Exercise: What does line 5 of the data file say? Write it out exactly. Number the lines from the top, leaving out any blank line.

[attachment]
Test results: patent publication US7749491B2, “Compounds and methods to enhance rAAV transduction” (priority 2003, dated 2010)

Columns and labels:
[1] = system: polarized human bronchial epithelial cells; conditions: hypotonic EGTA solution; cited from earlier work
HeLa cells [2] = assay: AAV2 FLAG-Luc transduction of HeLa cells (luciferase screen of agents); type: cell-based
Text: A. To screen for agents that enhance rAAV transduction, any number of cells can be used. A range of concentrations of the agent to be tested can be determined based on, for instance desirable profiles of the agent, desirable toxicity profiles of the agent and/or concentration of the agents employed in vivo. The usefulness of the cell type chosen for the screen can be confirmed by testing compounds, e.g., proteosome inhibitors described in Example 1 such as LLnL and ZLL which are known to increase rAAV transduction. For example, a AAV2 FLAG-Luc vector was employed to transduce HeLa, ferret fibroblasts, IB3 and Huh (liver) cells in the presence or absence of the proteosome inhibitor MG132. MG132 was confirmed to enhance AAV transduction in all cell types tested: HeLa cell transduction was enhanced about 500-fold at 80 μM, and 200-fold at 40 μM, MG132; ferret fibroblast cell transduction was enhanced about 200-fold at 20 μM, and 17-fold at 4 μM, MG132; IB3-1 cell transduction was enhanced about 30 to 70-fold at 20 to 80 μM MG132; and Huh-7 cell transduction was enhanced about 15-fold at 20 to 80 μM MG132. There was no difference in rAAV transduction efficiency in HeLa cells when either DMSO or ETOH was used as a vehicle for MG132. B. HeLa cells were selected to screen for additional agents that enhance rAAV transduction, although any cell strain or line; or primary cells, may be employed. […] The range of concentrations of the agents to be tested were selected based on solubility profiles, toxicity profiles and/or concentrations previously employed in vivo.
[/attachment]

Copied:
Text: A. To screen for agents that enhance rAAV transduction, any number of cells can be used. A range of concentrations of the agent to be tested can be determined based on, for instance desirable profiles of the agent, desirable toxicity profiles of the agent and/or concentration of the agents employed in vivo. The usefulness of the cell type chosen for the screen can be confirmed by testing compounds, e.g., proteosome inhibitors described in Example 1 such as LLnL and ZLL which are known to increase rAAV transduction. For example, a AAV2 FLAG-Luc vector was employed to transduce HeLa, ferret fibroblasts, IB3 and Huh (liver) cells in the presence or absence of the proteosome inhibitor MG132. MG132 was confirmed to enhance AAV transduction in all cell types tested: HeLa cell transduction was enhanced about 500-fold at 80 μM, and 200-fold at 40 μM, MG132; ferret fibroblast cell transduction was enhanced about 200-fold at 20 μM, and 17-fold at 4 μM, MG132; IB3-1 cell transduction was enhanced about 30 to 70-fold at 20 to 80 μM MG132; and Huh-7 cell transduction was enhanced about 15-fold at 20 to 80 μM MG132. There was no difference in rAAV transduction efficiency in HeLa cells when either DMSO or ETOH was used as a vehicle for MG132. B. HeLa cells were selected to screen for additional agents that enhance rAAV transduction, although any cell strain or line; or primary cells, may be employed. […] The range of concentrations of the agents to be tested were selected based on solubility profiles, toxicity profiles and/or concentrations previously employed in vivo.